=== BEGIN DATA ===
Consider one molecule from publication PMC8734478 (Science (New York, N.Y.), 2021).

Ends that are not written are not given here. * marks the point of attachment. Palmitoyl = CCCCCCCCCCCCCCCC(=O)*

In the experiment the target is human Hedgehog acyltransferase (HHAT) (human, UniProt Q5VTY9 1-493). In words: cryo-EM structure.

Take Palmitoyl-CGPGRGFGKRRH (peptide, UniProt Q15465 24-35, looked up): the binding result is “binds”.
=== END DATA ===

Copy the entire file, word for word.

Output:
Consider one molecule from publication PMC8734478 (Science (New York, N.Y.), 2021).

Ends that are not written are not given here. * marks the point of attachment. Palmitoyl = CCCCCCCCCCCCCCCC(=O)*

In the experiment the target is human Hedgehog acyltransferase (HHAT) (human, UniProt Q5VTY9 1-493). In words: cryo-EM structure.

Take Palmitoyl-CGPGRGFGKRRH (peptide, UniProt Q15465 24-35, looked up): the binding result is “binds”.